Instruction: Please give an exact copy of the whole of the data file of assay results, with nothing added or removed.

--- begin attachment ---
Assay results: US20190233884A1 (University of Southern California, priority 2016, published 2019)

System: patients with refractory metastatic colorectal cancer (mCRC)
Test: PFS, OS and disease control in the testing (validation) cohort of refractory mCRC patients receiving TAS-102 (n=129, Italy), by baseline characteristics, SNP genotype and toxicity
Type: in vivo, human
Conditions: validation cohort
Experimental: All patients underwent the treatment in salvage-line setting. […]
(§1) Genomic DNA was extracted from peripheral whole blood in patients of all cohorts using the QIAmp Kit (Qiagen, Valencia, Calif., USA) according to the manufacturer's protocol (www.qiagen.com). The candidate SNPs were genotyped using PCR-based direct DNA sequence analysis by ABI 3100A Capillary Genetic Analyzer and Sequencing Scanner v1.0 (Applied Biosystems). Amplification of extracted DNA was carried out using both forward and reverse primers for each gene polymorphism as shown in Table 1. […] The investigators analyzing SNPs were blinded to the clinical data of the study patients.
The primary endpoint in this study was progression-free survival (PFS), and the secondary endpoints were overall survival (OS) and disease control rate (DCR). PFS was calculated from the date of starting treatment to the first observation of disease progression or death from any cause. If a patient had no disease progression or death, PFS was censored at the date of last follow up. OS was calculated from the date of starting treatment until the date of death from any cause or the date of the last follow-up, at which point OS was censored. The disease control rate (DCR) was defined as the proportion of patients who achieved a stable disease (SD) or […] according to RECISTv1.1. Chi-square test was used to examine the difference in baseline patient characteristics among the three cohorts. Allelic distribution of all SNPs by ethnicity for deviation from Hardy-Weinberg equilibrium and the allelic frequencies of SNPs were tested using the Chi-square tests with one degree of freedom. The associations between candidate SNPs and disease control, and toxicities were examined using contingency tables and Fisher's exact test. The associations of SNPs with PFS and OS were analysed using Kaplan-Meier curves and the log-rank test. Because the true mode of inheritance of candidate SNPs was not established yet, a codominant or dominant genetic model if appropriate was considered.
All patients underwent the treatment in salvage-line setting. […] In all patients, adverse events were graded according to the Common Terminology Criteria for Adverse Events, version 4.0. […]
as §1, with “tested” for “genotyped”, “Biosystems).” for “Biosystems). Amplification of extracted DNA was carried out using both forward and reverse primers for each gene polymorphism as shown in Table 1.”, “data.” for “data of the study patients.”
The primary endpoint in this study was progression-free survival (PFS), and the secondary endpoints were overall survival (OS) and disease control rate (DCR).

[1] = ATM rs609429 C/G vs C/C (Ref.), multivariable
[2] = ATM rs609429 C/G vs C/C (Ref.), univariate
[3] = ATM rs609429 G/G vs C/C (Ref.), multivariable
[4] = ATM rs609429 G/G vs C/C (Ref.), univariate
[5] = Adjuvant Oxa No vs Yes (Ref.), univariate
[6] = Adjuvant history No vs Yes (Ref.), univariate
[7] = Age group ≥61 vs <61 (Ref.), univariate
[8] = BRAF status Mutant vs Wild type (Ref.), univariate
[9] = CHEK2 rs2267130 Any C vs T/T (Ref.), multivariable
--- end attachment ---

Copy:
Assay results: US20190233884A1 (University of Southern California, priority 2016, published 2019)

System: patients with refractory metastatic colorectal cancer (mCRC)
Test: PFS, OS and disease control in the testing (validation) cohort of refractory mCRC patients receiving TAS-102 (n=129, Italy), by baseline characteristics, SNP genotype and toxicity
Type: in vivo, human
Conditions: validation cohort
Experimental: All patients underwent the treatment in salvage-line setting. […]
(§1) Genomic DNA was extracted from peripheral whole blood in patients of all cohorts using the QIAmp Kit (Qiagen, Valencia, Calif., USA) according to the manufacturer's protocol (www.qiagen.com). The candidate SNPs were genotyped using PCR-based direct DNA sequence analysis by ABI 3100A Capillary Genetic Analyzer and Sequencing Scanner v1.0 (Applied Biosystems). Amplification of extracted DNA was carried out using both forward and reverse primers for each gene polymorphism as shown in Table 1. […] The investigators analyzing SNPs were blinded to the clinical data of the study patients.
The primary endpoint in this study was progression-free survival (PFS), and the secondary endpoints were overall survival (OS) and disease control rate (DCR). PFS was calculated from the date of starting treatment to the first observation of disease progression or death from any cause. If a patient had no disease progression or death, PFS was censored at the date of last follow up. OS was calculated from the date of starting treatment until the date of death from any cause or the date of the last follow-up, at which point OS was censored. The disease control rate (DCR) was defined as the proportion of patients who achieved a stable disease (SD) or […] according to RECISTv1.1. Chi-square test was used to examine the difference in baseline patient characteristics among the three cohorts. Allelic distribution of all SNPs by ethnicity for deviation from Hardy-Weinberg equilibrium and the allelic frequencies of SNPs were tested using the Chi-square tests with one degree of freedom. The associations between candidate SNPs and disease control, and toxicities were examined using contingency tables and Fisher's exact test. The associations of SNPs with PFS and OS were analysed using Kaplan-Meier curves and the log-rank test. Because the true mode of inheritance of candidate SNPs was not established yet, a codominant or dominant genetic model if appropriate was considered.
All patients underwent the treatment in salvage-line setting. […] In all patients, adverse events were graded according to the Common Terminology Criteria for Adverse Events, version 4.0. […]
as §1, with “tested” for “genotyped”, “Biosystems).” for “Biosystems). Amplification of extracted DNA was carried out using both forward and reverse primers for each gene polymorphism as shown in Table 1.”, “data.” for “data of the study patients.”
The primary endpoint in this study was progression-free survival (PFS), and the secondary endpoints were overall survival (OS) and disease control rate (DCR).

[1] = ATM rs609429 C/G vs C/C (Ref.), multivariable
[2] = ATM rs609429 C/G vs C/C (Ref.), univariate
[3] = ATM rs609429 G/G vs C/C (Ref.), multivariable
[4] = ATM rs609429 G/G vs C/C (Ref.), univariate
[5] = Adjuvant Oxa No vs Yes (Ref.), univariate
[6] = Adjuvant history No vs Yes (Ref.), univariate
[7] = Age group ≥61 vs <61 (Ref.), univariate
[8] = BRAF status Mutant vs Wild type (Ref.), univariate
[9] = CHEK2 rs2267130 Any C vs T/T (Ref.), multivariable